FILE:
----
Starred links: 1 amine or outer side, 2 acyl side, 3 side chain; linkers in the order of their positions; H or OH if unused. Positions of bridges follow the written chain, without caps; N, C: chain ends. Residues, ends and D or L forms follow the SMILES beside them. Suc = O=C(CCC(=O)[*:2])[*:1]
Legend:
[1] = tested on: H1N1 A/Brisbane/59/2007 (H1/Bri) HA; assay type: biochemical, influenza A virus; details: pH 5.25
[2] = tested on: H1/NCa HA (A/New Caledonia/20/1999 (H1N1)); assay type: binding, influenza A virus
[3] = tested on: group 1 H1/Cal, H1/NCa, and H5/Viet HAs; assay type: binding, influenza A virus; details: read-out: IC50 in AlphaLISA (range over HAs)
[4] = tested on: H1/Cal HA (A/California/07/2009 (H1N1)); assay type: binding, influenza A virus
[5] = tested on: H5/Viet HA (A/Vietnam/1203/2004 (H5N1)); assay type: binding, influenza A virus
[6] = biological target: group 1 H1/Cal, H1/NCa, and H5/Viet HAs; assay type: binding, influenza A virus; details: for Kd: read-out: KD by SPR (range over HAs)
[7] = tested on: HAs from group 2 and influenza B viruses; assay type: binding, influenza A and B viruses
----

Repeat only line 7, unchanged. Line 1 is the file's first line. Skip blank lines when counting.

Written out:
[5] = tested on: H5/Viet HA (A/Vietnam/1203/2004 (H5N1)); assay type: binding, influenza A virus